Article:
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Old 04-25-2013, 01:20 PM   #2 (permalink)
Big Dave
Master EcoModder
 
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Join Date: Jan 2008
Location: Steppes of Central Indiana
Posts: 1,313

The Red Baron - '00 Ford F-350 XLT
90 day: 27.99 mpg (US)

Impala Phase Zero - '96 Chevrolet Impala SS
90 day: 21.03 mpg (US)
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This project has a lot of merit. My truck is fairly similar.

Quick question: Stick or automatic? Just on the face of it a stick is good for a 2 MPG gain. An automatic pretty much forecloses engine-off operation unless you can repair automatics economically.

Tires: Get E-rated tires a size smaller than what you have. I get by just fine on 225-75x16s. I air them up to 100 psi. Lacking any accurately tabulated RR values I default to OEM tires.

Gearing: Very important and huge opportunity for you. Your Cummins (like my IH) has vast low-end torque. You can actually operate at much lower RPMs than you think. I operate at 1325 RPM @ 70 MPH and 1050 RPM @55 RPM and can run as low as 700 RPM around town. I use a double overdrive (ZF6+ GV) and a no-longer-available 3.08 R&P set. By reducing engine RPM at any given road speed you reduce the engine frictional HP proportionately. It is a big deal. At 2000 HP my IH engines frictional power is about 10 HP but it drops by more than 40% at 1300 HP. When you are running at the ragged edge of a "lug" you've got it just right - in the most efficient place on the BSFC-RPM map.

Aerocap: Great idea. There are a number of threads on the ecomodder forums of various options for you. I had a crude aerocap and it was good for a 3 MPG improvement over an open bed and 1.5 MPG over a flat tonneau. Visibility and utility are issues - hence the diversity. Look at aerohead's truck. Its the slickest I've seen. He gets great MPG without any mechanical mods.

Bellypan: Should help but I've never tried it. Same with grille block.

Timing advance: That helps. When it won't start in the winter back it off and that's where you want to be. If you ever want to run propane or CNG back it down to the stock advance. Too much advance + gas fuel = thrown rods.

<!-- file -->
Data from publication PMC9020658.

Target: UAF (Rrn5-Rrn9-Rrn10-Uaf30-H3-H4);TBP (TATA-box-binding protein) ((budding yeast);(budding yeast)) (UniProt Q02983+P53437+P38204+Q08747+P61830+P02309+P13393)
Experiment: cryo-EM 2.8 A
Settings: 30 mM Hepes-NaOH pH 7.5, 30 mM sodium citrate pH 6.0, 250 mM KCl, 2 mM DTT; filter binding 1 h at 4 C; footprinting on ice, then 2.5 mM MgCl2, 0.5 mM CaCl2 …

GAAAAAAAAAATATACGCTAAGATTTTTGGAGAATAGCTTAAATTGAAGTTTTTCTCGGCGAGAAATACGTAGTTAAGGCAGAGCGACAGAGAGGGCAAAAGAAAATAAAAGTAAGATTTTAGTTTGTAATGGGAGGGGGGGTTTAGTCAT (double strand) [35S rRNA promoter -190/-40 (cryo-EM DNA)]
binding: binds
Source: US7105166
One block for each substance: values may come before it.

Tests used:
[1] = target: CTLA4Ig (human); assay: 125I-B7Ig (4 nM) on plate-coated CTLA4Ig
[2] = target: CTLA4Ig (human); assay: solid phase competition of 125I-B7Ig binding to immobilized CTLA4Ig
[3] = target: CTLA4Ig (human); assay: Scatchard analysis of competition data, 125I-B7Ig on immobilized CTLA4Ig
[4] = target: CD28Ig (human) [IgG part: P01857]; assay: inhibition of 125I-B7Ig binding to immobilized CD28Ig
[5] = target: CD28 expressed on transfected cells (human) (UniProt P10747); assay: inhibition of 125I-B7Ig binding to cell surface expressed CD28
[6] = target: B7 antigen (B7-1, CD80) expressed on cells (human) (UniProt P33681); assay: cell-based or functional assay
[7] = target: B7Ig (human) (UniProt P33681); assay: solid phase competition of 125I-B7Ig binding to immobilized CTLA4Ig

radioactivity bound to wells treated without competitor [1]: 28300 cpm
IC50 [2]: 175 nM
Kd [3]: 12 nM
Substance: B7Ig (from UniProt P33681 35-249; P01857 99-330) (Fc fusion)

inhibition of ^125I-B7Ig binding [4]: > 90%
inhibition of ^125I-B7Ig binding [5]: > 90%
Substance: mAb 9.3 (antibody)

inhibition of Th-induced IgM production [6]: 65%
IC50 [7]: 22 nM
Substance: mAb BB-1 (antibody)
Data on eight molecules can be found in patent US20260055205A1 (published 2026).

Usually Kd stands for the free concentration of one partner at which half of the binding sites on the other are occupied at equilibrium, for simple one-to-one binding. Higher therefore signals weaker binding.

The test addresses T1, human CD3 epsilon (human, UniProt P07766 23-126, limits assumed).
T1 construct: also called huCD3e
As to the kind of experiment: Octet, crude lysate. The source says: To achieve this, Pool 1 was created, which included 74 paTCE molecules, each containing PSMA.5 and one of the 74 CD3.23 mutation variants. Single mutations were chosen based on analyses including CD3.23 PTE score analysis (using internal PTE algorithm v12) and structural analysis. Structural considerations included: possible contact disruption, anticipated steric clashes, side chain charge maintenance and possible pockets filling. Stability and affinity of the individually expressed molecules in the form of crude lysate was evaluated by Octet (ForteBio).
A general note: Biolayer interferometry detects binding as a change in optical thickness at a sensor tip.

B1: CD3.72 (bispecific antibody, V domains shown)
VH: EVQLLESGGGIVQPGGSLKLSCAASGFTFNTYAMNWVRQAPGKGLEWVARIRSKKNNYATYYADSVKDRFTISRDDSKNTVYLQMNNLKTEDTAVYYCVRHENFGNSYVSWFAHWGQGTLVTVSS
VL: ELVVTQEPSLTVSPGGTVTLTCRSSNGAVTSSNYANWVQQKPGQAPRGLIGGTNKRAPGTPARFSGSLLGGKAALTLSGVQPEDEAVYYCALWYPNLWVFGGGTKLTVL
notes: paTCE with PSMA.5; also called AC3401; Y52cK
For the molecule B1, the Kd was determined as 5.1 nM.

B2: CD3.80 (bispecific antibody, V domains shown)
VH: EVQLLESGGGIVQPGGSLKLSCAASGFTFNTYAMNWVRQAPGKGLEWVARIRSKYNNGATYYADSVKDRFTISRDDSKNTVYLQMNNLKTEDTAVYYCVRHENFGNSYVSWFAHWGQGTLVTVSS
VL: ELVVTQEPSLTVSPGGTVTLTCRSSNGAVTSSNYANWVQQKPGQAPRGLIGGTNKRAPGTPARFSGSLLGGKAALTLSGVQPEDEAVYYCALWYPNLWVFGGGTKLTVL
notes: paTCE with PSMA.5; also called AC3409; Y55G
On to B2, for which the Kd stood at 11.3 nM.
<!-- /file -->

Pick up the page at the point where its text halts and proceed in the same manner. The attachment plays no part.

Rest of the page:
Engine blanket: Never tried that but I use a 203 degree stat and Evans coolant. If I could find a hotter stat, I'd use it. The Evans doesn't boil (at atmospheric pressure) til over 400 degrees. Hotter coolant makes the engine tighter and more mechanically efficient. Hotter coolant transfers more heat to the atmosphere and your electric fans wouldn't need to run as much. Caution: Hotter stat leads to hotter supply air from your heater and defroster. Mine roasts my fingers on high-dash heat and cracked my windshield in icing conditions where I had to run the defroster real hard.


Please do the ecomodder and pickup truck communities a favor: Don't make your claims based on driving 20 MPH below the posted limit. There is a substantial set of Cummins guys who claim high MPG while driving 40 MPH. That is phoney because nobody drives that way. Determine your MPG over a considerable distance. Any knucklehead can coax high instantaneous MPG on the ScanGuage going slow downhill with a tailwind in perfect weather.

I use a set routine 35% Interstate (70 MPH) 40% state roads (55 MPH) and the rest urban/suburban (running along with traffic) and use a minimum of four fill-ups to to average out the error in determining fill level.

While you are getting other things together, hone whatever hypermiling you feel comfortable with (I'm Sir Coastalot with my stick shift and heavy truck but other than trying to time lights, not much else) and do a rigorous baseline. Then do some mods and run the same routine again.
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2000 Ford F-350 SC 4x2 6 Speed Manual
4" Slam
3.08:1 gears and Gear Vendor Overdrive
Rubber Conveyor Belt Air Dam
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